by Steve Adubato, PhD

One of the hardest aspects of a leader's job is delegating. Yet, it's a must if a leader wants to see the forest from the trees or the "big picture." Some of the reasons we find it hard to delegate include a fear of:

  • losing control
  • others not doing a job exactly the way you would do it
  • not getting credit
  • being outshone by a subordinate


Clearly, fear has a lot to do with our delegation problems. But delegating isn't easy. It takes faith in people and in ourselves. It takes coaching and open-minded communication. And it also requires that you give up some authority.


One of the cardinal rules in the delegation game is that once authority is given, it should rarely if ever be taken back. Consider a recent incident involving the New York Yankees that is less about baseball and a lot more about leadership and communication.


Owner George Steinbrenner and manager Joe Torre were equally perplexed as to what to do about the poor performance of a $32 million pitcher named Jose Contreras. Steinbrenner, who is known as "The Boss," communicated with Torre that it was the manager's call on Contreras in a face-to-face meeting. Torre communicated to the pitcher that he would go to the Yankee's minor league team in Columbus to work out some of his problems. Immediately following, Steinbrenner overruled Torre insisting that Contreras report to Tampa to work with one of Steinbrenner's pitching gurus.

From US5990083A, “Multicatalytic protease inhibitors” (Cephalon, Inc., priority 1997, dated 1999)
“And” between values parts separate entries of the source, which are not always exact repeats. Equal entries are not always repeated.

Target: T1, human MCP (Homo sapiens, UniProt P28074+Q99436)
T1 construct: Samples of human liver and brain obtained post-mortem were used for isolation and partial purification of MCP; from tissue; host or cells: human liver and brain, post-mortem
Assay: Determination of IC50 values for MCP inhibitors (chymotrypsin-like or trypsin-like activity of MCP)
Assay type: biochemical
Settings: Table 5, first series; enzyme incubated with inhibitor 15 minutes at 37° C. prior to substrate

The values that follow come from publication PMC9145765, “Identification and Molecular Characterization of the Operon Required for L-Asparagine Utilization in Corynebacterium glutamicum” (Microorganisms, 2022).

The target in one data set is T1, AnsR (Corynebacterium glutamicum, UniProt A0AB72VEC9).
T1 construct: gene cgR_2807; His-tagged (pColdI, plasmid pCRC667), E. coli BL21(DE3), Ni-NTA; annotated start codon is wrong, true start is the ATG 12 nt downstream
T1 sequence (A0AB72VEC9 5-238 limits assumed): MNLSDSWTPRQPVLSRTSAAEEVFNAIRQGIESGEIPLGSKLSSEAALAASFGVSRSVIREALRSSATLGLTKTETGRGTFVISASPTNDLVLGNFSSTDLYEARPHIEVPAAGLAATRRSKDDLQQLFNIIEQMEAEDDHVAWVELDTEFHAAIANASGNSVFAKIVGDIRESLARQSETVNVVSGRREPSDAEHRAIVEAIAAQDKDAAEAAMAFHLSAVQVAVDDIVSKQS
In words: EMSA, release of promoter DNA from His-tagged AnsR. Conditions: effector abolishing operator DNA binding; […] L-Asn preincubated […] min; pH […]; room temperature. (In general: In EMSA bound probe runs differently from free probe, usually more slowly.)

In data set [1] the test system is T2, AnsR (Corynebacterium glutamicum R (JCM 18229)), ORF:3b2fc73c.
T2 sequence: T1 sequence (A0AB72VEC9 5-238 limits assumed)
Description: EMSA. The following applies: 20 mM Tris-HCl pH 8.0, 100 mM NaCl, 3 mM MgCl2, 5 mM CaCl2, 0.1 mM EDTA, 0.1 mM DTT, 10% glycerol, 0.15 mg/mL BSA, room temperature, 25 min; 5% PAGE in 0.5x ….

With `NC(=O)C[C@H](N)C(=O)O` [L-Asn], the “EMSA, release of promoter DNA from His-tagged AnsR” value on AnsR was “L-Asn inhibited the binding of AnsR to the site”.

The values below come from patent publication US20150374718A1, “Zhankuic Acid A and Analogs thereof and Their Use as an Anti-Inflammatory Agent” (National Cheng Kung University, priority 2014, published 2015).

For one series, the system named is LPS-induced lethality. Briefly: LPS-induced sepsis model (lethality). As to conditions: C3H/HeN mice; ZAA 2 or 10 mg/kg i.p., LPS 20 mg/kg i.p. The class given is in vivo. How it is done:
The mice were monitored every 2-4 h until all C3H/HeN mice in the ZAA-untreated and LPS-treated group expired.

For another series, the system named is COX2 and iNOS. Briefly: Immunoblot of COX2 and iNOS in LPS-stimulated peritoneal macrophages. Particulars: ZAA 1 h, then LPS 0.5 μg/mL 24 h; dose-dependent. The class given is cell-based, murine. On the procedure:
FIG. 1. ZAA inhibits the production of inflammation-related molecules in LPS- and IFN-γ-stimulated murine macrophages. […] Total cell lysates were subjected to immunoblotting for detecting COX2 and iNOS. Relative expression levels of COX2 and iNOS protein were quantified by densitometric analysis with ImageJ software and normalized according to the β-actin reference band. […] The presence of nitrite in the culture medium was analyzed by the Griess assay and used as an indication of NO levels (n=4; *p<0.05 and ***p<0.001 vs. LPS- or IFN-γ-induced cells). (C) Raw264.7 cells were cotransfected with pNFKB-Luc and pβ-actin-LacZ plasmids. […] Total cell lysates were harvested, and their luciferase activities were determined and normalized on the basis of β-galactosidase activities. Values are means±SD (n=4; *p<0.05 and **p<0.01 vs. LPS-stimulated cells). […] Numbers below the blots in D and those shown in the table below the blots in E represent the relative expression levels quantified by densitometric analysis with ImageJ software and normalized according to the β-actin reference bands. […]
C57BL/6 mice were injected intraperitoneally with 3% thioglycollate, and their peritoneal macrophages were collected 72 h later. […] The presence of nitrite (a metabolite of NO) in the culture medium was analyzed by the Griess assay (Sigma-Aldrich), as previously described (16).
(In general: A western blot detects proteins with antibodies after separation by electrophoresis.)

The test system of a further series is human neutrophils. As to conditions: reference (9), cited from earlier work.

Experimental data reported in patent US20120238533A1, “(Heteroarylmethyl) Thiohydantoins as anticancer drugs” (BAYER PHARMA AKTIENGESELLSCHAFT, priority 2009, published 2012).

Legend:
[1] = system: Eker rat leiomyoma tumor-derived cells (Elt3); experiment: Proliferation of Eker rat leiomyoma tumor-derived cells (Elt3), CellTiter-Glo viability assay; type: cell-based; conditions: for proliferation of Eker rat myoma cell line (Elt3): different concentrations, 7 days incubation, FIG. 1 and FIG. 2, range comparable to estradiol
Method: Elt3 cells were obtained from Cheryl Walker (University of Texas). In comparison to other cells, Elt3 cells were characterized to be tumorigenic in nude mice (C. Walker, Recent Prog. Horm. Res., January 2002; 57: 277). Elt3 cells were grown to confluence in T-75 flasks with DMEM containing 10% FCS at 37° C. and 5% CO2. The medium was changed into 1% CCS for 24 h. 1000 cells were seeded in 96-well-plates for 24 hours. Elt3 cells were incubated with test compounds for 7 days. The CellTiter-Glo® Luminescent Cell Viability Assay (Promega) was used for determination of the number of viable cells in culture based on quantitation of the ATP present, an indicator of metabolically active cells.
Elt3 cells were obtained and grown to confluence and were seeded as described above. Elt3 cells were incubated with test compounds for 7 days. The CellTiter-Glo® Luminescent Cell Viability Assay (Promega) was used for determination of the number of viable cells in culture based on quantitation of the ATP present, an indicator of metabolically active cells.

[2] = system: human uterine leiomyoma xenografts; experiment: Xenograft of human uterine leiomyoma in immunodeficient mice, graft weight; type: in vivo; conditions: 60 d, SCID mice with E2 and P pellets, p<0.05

Joe Torre was livid. We're talking about a manager with an impeccable track record whose reputation is based on his candid and consistent communication with team members. Torre's entire philosophy of managing is based on building and maintaining trust.


Said Torre, "My problem with this whole thing is that I sat with this young man (Contreras) and it turns out I'm the liar. That I'm not crazy about. I always am as honest as possible and I pride myself on that...I know my place and I know my job, but don't tell me I can make a decision and then tell me it's not my decision and not have it be that way."


Like I said, this isn't about baseball. This kind of thing happens every day in organizational life. Responsibilities are delegated with the implied authority necessary and then all of a sudden the rug gets pulled out. When this happens, the results are often ugly. Relationships are strained. The reputation of the leader delegating has been damaged and his ability to delegate in the future seriously hurt. The message is sent that full delegation will only occur if the boss agrees with the decision made by the "delegatee." Bad stuff.


The other result is that the delegatee's authority is undermined. Bad precedents are set. What happens in the future if a player (or an employee) disagrees with the manager's decision? Does he simply appeal it to a higher authority knowing that decisions can be undone as they have in the past?


Interestingly, George Steinbrenner is supposedly a student of great leadership. While he studies the art of leadership, he clearly broke one of its most important and basic rules. Never delegate authority to one of your people to make a decision and then undo it simply because you have a different point of view. The price paid in such an instance is enormous.


P.S.-If you must undo what you have delegated, a real leader steps up and communicates personally and directly. Ironically, what George Steinbrenner did was delegate the job of delivering the bad news to Joe Torre to one of his assistants. Being a coward on top of being a poor delegator is a terrible leadership combination.